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And others, years later, would come back and thank me for the experience that they had. That’s the kind of results that preceptors should pursue. And when it happens; when that student comes back to thank you years later. It’s an extremely rewarding experience and a great feeling. The whole idea is that you develop a relationship with the students, such a different influence them and help to maximize their personal and professional growth. Now occasionally, from time to time, there’s a student who wants to develop a much closer and more expensive relationship. They’re seeking a mentor from their preceptor. So let’s consider a little bit about mentorship. This definition is from Anderson and Shannon in 1995.
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And they wrote that a mentorship is a nurturing process, in which a more skilled or more experienced person serving as a role model. Teaches, sponsors, encourages, councils and befriends a less skilled or less experienced person for the purpose of promoting the latter’s professional and personal development. Now this is a special relationship. It’s generally long-term, ongoing. And it’s always voluntary. It’s based on a chemistry between the two. The connection that’s made. You can’t assign a student to a mentor. That doesn’t work. It has to evolve naturally. The mentor commits to helping the mentee in whatever way is needed. And oftentimes it extends beyond just teaching.
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They may seek career advice, or other types of advice, various forms of guidance from the mentor. It’s mutually beneficial. The mentor benefits from this relationship as the mentee does. And it’s rewarding for both. It’s a special experience. And if you have the opportunity as a preceptor to mentor students, I would strongly encourage you to take advantage of that opportunity. It doesn’t happen often. You won’t have many students pursuing a mentoring relationship with you. But when it does occur, it can be very special. It’s like precepting on steroids. The top 10 qualities of great rotations. Let me review these again. This is the list that I put together back about 13 years ago as a director of experiential education.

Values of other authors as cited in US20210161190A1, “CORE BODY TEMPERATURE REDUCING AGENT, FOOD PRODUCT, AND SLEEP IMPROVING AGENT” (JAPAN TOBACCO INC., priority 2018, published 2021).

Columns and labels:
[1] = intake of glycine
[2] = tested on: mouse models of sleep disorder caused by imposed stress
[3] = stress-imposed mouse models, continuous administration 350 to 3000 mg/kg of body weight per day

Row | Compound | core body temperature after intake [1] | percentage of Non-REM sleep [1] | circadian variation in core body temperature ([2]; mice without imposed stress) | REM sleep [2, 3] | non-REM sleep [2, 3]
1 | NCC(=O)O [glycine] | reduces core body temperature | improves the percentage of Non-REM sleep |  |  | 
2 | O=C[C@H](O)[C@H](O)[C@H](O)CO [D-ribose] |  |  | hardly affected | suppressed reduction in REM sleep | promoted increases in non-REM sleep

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And I think after we’ve covered everything in those first four sessions, much of this will be straightforward and common sense, and service as some of a review. First of all, students need to feel welcome at the site. Where there’s a need to have a good orientation program and the relationships that developed. The way a hospital personnel and pharmacy personnel interact with students is very important in order to make them feel welcome. Activities and assignments were relate to important learning outcomes. This gets back to that fundamental concept of having a clear target of what the students should achieve after going through the rotation. Assessment/grading procedures should be well-designed, relevant, and objective. It has to be planned out carefully and meticulously.
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And it pays dividends down the road. Assignments and activities should be carefully planned, scheduled, and organized. That’s what we discussed in session 3. Put structure into the rotation that maintains consistency. Student activities should be meaningful and involve services that will help them learn as they provide a meaningful service. This gets back to the concept of killing two birds with one stone. Accomplishing two goals at the same time. Student workload should be challenging but not overwhelming. Not easy but realistic, but also challenging. Pushing their comfort zones just a bit. Expectations of student performance should be clearly communicated and enforced. Students should always know what they should be doing and how well they’re doing it. Let’s get back to feedback and communication.
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Nothing is more disruptive to a good rotation. And students not having any idea what they should be doing, feeling as though they’re floundering are feeling bored because they don’t know what to do. Students should be pushed to expand the boundaries of their comfort zone. They might be reluctant to do some things, but it’s important for the preceptor to provide gentle guidance to push them beyond their comfort zones. Because once they do that, then they’ll realize that their capabilities are far beyond what they previously assumed.

The dynamics of leadership and professionalism are the same.

Good is not enough. In this video, Prof. Brown presents the differences between “good” and “great” preceptros as well as the “great” rotations.